It is the overall economic prospects of world capitalism that are mainly responsible for the drop in the price of oil and the extremely gloomy prognostications of the capitalist institutions which flow from this. The IMF has cut its estimate of global growth this year from 3.4% to a little over 3%, yet as recently as April it was expecting a 3.6% increase. A similar downgrade exists for the ‘emerging markets’. Brazil and Russia remain ‘in torpor’. The only supposed bright spot is India, which nevertheless has slashed growth-rate expectations! These countries have to adapt to the end of the ‘commodities boom’. Favourable conditions for commodity producers are unlikely to return quickly. China, a huge commodity market, is now calculated to have overtaken the US as the largest economy in the world but it, too, is slowing down.
The IMF’s chief, Christine Lagarde, has warned of a "new mediocre era of low growth for a long time". This completely confirms the economic analysis of the CWI: that capitalism displayed ‘depressionary tendencies’ even before 2008 and is now, in some regions at least, experiencing an outright ‘depression’. Martin Wolf of the Financial Times writes that the best capitalism can hope for is what he calls a "managed depression". Larry Summers, former US treasury secretary, has recalled the phrase "secular stagnation", first used in the 1930s.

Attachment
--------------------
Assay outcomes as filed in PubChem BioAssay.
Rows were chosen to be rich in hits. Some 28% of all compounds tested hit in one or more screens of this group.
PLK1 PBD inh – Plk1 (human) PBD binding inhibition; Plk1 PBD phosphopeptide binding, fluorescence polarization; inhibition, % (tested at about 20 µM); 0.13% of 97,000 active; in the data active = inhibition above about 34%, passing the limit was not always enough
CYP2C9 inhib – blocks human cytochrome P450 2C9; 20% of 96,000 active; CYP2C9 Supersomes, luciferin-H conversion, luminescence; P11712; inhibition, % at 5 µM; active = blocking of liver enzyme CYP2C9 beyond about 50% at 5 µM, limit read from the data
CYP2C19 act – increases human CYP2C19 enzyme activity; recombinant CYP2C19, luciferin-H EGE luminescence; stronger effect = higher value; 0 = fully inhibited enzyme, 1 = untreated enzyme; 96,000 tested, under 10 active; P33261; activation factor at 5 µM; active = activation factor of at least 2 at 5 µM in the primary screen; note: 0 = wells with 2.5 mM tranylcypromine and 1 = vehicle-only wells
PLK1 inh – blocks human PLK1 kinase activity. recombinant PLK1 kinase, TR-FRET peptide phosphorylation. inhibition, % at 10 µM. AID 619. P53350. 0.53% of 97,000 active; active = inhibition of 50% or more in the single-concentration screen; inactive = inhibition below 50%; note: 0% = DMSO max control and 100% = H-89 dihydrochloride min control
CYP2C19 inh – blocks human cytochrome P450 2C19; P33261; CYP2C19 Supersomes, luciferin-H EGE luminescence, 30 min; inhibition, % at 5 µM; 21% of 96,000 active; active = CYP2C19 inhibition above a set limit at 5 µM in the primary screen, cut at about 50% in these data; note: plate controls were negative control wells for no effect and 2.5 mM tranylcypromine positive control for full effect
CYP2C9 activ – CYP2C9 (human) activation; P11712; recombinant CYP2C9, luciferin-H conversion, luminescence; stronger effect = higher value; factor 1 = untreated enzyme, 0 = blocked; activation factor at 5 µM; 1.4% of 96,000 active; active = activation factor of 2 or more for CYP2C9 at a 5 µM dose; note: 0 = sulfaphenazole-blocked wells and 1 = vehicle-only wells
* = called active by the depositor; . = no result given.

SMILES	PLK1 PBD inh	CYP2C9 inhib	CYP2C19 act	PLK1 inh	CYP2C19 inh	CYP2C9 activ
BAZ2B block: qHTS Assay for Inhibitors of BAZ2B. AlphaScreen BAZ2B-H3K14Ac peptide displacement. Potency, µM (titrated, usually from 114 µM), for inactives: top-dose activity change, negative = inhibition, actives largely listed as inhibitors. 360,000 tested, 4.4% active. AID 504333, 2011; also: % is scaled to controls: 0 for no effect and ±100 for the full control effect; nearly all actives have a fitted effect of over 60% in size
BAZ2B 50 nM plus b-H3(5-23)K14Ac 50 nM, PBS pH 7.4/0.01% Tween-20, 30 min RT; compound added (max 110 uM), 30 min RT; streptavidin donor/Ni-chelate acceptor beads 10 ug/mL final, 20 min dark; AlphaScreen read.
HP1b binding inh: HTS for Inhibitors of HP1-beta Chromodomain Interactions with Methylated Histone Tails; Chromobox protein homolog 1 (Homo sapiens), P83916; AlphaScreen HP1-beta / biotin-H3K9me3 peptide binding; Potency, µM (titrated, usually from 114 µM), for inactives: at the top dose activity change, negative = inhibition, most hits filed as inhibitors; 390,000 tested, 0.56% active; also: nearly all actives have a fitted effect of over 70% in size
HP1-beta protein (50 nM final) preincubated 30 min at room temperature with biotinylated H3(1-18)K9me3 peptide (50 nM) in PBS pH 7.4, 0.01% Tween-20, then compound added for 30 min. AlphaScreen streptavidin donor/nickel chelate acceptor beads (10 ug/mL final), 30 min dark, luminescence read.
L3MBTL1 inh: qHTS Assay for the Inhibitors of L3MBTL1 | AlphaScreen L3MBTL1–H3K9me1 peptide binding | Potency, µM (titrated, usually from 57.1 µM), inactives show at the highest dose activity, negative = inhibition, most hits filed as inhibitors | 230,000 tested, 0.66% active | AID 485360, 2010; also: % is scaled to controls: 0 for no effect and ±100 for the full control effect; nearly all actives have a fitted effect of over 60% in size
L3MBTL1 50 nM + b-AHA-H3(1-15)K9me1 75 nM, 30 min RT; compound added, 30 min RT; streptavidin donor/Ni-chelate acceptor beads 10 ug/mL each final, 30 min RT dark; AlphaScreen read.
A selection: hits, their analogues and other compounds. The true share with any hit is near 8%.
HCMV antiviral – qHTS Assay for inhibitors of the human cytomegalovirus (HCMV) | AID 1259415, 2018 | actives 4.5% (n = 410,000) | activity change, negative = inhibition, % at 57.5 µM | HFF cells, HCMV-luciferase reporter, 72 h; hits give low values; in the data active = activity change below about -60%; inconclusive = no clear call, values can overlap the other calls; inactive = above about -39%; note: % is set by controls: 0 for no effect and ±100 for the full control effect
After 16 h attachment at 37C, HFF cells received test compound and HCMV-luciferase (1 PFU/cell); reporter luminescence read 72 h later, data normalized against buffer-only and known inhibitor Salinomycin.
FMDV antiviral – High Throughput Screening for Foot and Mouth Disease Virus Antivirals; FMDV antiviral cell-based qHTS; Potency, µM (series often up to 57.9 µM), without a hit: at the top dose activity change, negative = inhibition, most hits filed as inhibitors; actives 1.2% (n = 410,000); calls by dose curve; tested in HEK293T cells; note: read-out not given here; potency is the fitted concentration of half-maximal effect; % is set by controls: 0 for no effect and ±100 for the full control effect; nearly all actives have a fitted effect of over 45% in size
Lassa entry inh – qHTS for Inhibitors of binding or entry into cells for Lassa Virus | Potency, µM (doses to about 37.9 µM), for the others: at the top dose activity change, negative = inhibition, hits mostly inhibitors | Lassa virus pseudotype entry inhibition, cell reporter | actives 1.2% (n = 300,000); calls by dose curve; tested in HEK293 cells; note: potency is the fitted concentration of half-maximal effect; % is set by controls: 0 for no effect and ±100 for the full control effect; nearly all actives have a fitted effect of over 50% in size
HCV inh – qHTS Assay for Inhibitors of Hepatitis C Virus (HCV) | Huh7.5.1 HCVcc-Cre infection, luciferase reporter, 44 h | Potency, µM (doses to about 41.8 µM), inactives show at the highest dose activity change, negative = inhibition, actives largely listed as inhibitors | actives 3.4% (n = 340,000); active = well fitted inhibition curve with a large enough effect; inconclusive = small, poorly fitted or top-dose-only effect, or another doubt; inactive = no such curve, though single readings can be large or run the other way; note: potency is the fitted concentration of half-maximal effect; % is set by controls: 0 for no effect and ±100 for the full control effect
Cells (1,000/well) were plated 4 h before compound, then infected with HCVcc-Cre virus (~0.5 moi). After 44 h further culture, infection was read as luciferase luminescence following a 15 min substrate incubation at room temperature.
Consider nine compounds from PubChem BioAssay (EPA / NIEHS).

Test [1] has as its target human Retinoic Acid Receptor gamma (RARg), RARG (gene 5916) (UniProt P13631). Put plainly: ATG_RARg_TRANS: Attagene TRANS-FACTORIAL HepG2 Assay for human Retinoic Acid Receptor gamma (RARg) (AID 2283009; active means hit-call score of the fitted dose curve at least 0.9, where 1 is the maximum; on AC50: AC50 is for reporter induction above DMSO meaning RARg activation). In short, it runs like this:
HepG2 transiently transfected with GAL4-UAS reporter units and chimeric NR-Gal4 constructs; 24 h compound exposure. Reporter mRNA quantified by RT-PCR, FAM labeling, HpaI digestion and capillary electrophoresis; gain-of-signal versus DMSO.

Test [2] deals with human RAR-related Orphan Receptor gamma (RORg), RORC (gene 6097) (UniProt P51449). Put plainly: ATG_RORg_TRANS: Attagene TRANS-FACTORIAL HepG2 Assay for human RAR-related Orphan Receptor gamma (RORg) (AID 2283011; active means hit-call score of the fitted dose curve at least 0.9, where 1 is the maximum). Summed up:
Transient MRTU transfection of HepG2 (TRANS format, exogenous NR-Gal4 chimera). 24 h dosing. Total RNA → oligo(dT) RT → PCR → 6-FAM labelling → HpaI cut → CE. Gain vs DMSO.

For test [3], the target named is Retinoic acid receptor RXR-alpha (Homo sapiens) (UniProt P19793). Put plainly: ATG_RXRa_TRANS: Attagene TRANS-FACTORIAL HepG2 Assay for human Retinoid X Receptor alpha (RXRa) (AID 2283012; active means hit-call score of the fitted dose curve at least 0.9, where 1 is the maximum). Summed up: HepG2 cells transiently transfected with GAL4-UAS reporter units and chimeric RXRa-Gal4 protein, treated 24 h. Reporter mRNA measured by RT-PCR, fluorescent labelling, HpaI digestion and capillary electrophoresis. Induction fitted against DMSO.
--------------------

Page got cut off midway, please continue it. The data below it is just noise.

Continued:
The scaled-down expectations of the capitalists are reflected by the fact that only Britain and the US in the advanced capitalist world can be pointed to as ‘models’ to be followed: "The US and the UK in particular are leaving the crisis behind and achieving decent growth"! In crude figures this may appear to be the case but the reality is that this is at the expense of the working class, with its share of national income falling severely. Workers are experiencing a ‘joyless boom’.
Wages have consistently lagged behind the rise in the cost of living, with British workers losing at least 10% of their share in wages in the last ten years. The gap between rich and poor has grown massively, with poverty now at a level not seen in Britain since the 19th century. Moreover, the jobs which have been created are very low paid, often part-time, ‘Mickey Mouse’, ‘self-employed’ jobs, many of which soon fold because of the lack of a market. Average wages are completely insufficient to maintain living standards, let alone improve them. This has fuelled our campaign in Britain for a minimum wage increase to £10 an hour, which has received great support from workers and youth, and is now the official policy of the Trades Union Congress. The great success of our comrades in the US with the ‘15 Now’ campaign – which has been taken up by workers throughout the US – has undoubtedly had a big effect on workers everywhere, particularly in Britain.
Weak US growth
As far as the US is concerned, the official figures do not reflect the real situation, with deteriorating living conditions for huge swathes of the US population. Moreover, the numbers working in the US have not returned to the level of the pre-recession period before 2008. Many workers have just dropped out of the labour force.